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“Korea is not a safe zone”
Financial Market
“Korea is not a safe zone”
  • By matthew
  • August 23, 2013, 05:44
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Traders at Korea Exchange Bank headquarters in Seoul at the end of the trading day on August 21 when the KOSPI closed at 1867.46, a decline of 20.39 points (-1.08%).
Traders at Korea Exchange Bank headquarters in Seoul at the end of the trading day on August 21 when the KOSPI closed at 1867.46, a decline of 20.39 points (-1.08%).


The government and the financial sector are watching closely as financial insecurities in emerging markets such as India and Indonesia, insecurities that were triggered by concerns of decreases in US quantitative easing, may affect the Korean capital market. The government is responding differently than most emerging economies. There’s a low chance that this will spread to become a second foreign exchange crisis, but the government has already started its cautionary actions, such as increasing market monitoring.

Hyun Oh-seok, Deputy Prime Minister for the Economy, who concurrently serves as the Minister of Strategy and Finance, met with the press following a Ministerial meeting on August 21. 

In response to whether or not signs of a financial crisis in emerging Asian economies would spread to Korea, he said, "We’ll have to keep our eye on how things turn out, but Korea does seem to be different." The Deputy Prime Minister for the Economy said, "Korea has inflow of capital in the stock market and exchange rate volatility isn’t high. The foreign exchange and financial markets can get shocks. We’ll watch the timing of quantitative easing and the flow of international financial markets with caution.” 

The Ministry of Strategy and Finance also said, in a report titled Recent Trends in Asia’s Financial and Foreign Exchange Markets and Its Effect on the Korean Economy, that “Korea is relatively stable compared to other emerging economies in Asia in terms of exchange rate, stock prices, CDS premium, and foreign capital inflow.” CDS stands for credit default swap.

In the case of this potential financial crisis for emerging economies, the stock market predicts that “hot money” seeking short-term profits following US quantitative easing was focused on Indonesia and other Southeast Asian countries that are at the forefront of a financial crisis. “Indonesia has had the most inflow of hot money from quantitative easing. Its stock market has jumped 17 times since 2003,” said Lee Eun-taek, researcher at Dongbu Securities. “Korea has had much less hot money, so it’s difficult to see them in same light,” he explained.

Some forecast that the capital that left emerging markets could be pulled into the Korean stock market. Cyclical components of leading economic indicators have been on the rise for three consecutive months, showing that Korean economic momentum remains firm compared to emerging economies. The Korean economy has a higher dependency on foreign economies compared to emerging economies, so the upswing in US and European economies can lift Korea along.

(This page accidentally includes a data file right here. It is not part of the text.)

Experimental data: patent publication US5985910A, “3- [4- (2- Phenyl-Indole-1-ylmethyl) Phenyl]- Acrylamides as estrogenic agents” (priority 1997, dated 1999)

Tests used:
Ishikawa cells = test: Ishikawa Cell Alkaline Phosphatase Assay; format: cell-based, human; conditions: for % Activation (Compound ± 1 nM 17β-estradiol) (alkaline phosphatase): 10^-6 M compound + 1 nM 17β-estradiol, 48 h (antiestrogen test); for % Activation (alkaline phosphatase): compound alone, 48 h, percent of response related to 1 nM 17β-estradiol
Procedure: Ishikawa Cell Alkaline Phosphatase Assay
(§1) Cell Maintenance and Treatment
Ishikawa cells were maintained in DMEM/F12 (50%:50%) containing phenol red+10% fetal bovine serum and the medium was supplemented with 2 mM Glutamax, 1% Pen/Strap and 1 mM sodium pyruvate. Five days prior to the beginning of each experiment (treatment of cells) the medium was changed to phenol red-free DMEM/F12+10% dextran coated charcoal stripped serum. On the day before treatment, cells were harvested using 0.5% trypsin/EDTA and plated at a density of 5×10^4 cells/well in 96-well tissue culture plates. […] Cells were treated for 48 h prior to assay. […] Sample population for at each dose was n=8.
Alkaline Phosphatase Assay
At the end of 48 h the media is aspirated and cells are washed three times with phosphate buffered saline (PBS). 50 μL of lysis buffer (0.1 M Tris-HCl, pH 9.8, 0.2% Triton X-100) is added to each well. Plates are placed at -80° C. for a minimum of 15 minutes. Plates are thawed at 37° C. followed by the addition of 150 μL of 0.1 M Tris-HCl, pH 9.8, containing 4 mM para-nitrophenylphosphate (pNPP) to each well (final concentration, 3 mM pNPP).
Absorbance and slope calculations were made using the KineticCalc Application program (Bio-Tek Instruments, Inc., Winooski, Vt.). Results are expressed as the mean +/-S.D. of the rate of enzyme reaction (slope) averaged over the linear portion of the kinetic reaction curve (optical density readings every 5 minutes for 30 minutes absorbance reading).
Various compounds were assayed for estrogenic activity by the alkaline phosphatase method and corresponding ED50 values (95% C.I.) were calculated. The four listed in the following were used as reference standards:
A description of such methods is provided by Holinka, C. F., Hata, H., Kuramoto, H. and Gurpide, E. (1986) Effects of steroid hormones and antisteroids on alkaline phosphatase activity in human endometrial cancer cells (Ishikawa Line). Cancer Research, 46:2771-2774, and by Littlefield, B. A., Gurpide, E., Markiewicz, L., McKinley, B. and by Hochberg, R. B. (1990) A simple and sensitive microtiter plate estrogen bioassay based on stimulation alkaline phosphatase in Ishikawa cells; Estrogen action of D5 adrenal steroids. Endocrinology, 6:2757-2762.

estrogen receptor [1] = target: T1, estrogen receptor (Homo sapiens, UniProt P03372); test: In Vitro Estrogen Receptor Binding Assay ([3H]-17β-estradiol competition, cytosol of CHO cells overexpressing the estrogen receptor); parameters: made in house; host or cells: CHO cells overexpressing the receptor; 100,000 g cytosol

In fact, while foreign investors are net selling in Indonesia, Thailand, and Taiwan, they are buying over US$5 million in Korea. “As Korea’s differentiated economic momentum is highlighted, the value of the won is stabilizing and the stock markets are seeing the inflow of foreign capital,” said Park Jung-sub, researcher at Daishin Securities. In effect, the capital that leaves other emerging economies in Asia could flow into the Korean stock market,” he analyzed.

Liquidity of foreign currency is also showing different movements from other emerging economies. According to the Korea Center for International Finance, Korea’s CDS premium on August 20th was at 88bps, similar to the previous day. The CDS premium, which was around 91bp at the end of June, fell by 3bp to 88bp by the end of July. In contrast, the CDS premium in Indonesia rocketed by 50bp within 20 days, from 214bp on August 1 to 263bp on August 20. In the same period, the CDS premium also increased in Thailand and Turkey, by 34bp and 24bp each. “The CRS rate, which evaluates the lack of foreign currency liquidity, went up from 1.58% at the end of June to 1.74% at the end of July, which is a good sign,” said Kim Kwon-sik, researcher at the Korea Center for International Finance. But it’s too early to relax.

There are still some problems remaining. Government debt, including public enterprises, is at 1,000 trillion won (US$895 billion), similar to Spain, which received a bailout. Among the 925.3 billion won (US$828.6 million) of foreign investments as of 2013, 83.6% are stocks, bonds, and debt that can be withdrawn anytime. Also, short-term foreign debt is at US$125 billion, household debt is at 1,150 trillion won (US$1,030 billion), and corporate debt is at 130% of the GDP. Therefore, it’s difficult to say that Korea is in a safe zone.

In contrast, the foreign exchange reserve is only at US$328 billion. If 20-30% of foreign investments and short-term foreign debt exits, that’s already US$237-293 billion, which can shake the economy heavily. “Foreign investors’ net buys and KOSPI moving together means that the Korean stock market can also be indirectly affected,” Kim Kwon-sik explained.